file, together with any affidavits, which it believes demonstrate the absence of a genuine issue of material fact. Celotex Corp. v. Catrett, 477 U.S. 317, 325 (1986). Once the movant carries its burden, the burden shifts to the non-movant to show that summary judgment should not be granted. Celotex Corp., 477 U.S. at 324-25. The non-moving party may not rest upon mere allegations or denials in its pleadings but must set forth specific facts showing the existence of a genuine issue for trial. Anderson v. Liberty Lobby, Inc., 477 U.S. 242, 256-57 (1986). I. HUGO LIMA'S LOSS OF CONSORTIUM CLAIM AGAINST AT&T AT&T requests dismissal of Lima's claim for loss of consortium arising out of Garcia's injuries, since Garcia has admitted that she and Lima are not married. (Ex. E at 12). The plaintiffs have not provided any argument or evidence that would tend to show that Lima and Garcia are in fact married. As a result of the lack of any evidence that Garcia and Lima are married, the Court finds that Lima's claims against AT&T must be dismissed. See Wal-Mart Stores, Inc. v. Frierson, 818 So. 2d 1135, 1147 (¶42) (Miss. 2002) (noting that a spouse seeking compensation for loss of consortium must show that he suffered damages arising out of the other's injuries). II. RESPONDEAT SUPERIOR The plaintiffs seek to hold AT&T vicariously liable for Hardy's alleged negligence, based on the doctrine of respondeat superior. Under the doctrine of respondeat superior, an employer may be liable for the acts of his employee if said acts are done in the course of employment and in furtherance of the employer's business . . . . However, if an employee deviates from that work or goes on a "frolic" of his own, then the employer-employee relationship is temporarily suspended. Otts v. Lynn, 955 So. 2d 934, 940-41 (¶24) (Miss. Ct. App. 2007) (citing Children's Med. Group, -5-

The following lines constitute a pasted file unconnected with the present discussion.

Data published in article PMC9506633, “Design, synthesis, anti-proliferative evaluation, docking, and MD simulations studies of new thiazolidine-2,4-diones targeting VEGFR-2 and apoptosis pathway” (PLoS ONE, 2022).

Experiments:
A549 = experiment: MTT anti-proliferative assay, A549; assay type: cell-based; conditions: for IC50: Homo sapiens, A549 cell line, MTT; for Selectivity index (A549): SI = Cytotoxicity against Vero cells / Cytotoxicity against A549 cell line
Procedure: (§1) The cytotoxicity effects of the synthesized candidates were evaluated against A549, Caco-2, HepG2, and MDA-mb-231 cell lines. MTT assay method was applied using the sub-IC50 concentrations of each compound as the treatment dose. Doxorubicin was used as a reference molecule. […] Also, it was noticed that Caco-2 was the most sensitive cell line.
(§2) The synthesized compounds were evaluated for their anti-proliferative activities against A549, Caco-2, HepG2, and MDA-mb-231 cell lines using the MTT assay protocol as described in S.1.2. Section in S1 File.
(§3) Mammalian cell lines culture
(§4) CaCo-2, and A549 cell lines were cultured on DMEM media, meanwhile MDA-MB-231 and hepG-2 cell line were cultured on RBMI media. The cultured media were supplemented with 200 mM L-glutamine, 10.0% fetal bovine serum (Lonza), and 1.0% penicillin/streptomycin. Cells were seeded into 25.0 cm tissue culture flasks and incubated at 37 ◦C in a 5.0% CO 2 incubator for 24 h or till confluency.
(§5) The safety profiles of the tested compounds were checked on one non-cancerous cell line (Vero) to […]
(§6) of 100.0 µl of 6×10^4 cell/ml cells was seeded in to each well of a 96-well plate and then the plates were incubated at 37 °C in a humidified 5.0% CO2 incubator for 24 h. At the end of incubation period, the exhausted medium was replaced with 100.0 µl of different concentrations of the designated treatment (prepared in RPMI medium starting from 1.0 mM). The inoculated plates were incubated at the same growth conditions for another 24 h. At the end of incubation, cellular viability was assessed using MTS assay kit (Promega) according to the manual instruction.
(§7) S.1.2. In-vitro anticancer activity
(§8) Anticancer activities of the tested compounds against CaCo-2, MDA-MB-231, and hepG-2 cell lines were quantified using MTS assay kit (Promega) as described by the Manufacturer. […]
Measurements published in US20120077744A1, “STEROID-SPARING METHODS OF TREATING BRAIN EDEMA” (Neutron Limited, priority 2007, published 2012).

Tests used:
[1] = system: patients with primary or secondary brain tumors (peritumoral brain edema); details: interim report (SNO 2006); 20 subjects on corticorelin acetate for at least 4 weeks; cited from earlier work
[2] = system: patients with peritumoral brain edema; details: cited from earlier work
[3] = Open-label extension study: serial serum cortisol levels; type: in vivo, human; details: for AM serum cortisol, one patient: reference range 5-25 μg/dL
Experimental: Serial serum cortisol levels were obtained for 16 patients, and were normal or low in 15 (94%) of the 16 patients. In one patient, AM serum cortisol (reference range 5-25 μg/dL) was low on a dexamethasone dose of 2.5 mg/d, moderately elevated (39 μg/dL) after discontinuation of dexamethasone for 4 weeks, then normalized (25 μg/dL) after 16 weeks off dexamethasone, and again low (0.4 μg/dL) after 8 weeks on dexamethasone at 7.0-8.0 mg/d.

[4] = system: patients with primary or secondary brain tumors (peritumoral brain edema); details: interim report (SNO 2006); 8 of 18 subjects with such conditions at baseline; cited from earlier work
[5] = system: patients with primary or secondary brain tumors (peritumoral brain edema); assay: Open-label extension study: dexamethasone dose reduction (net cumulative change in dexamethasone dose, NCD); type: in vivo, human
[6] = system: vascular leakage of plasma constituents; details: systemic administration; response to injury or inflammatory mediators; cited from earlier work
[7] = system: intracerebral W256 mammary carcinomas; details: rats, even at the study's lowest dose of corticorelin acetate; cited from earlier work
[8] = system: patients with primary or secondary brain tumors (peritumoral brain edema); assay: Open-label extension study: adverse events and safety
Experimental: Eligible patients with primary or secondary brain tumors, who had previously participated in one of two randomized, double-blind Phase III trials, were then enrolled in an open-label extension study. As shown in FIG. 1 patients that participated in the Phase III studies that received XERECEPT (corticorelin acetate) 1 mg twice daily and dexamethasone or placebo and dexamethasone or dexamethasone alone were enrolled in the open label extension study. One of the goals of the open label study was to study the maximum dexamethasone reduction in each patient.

P.A. v. Phillips, 940 So. 2d 931, 935 (¶13) (Miss. 2006)). The Mississippi courts have adopted Section 228 of the Restatement (Second) of Agency, which provides: (1) Conduct of a servant is within the scope of employment if, but only if: (a) it is of the kind he is employed to perform; (b) it occurs substantially within the authorized time and space limits; (c) it is actuated, at least in part by a purpose to serve the master, and (d) if force is intentionally used by the servant against another, the use of force is not unexpectable by the master. (2) Conduct of a servant is not within the scope of employment if it is different in kind from that authorized, far beyond the authorized time or space limits, or too little actuated by a purpose to serve the master. Phillips, 940 So. 2d at 935 (¶13). The Mississippi Supreme Court has further explained the scope of employment inquiry as follows: The inquiry is not whether the act in question, in any case, was done, so far as time is concerned, while the servant was engaged in the master's business, nor as to mode or manner of doing it . . . but whether, from the nature of the act itself as actually done, it was an act done in the master's business, or wholly disconnected therefrom by the servant, not as servant, but as an individual on his own account. . . . .... Moreover, in determining whether a particular act is committed by a servant within the scope of his employment, the decisive question is not whether the servant was acting in accordance with the instructions of the master, but, was he at the time doing any act in furtherance of his master's business? If a servant, having completed his duty to his master, then proceeds to prosecute some private purpose of his own, the master is not liable; but if the servant, while engaged about his master's business, merely deviates from the direct line of duty to accomplish some personal end, the master's responsibility may be suspended, but it is re-established when the servant resumes his duty. Gulledge v. Shaw, 880 So. 2d 288, 295 (¶18) (Miss. 2004) (internal citations omitted). In Gulledge, the Court held that a bank was not vicariously liable for its employee's misconduct in notarizing a forged document outside the presence of the signatory for a friend, even though the document was notarized at the bank during the employee's shift and serving as a notary public -6-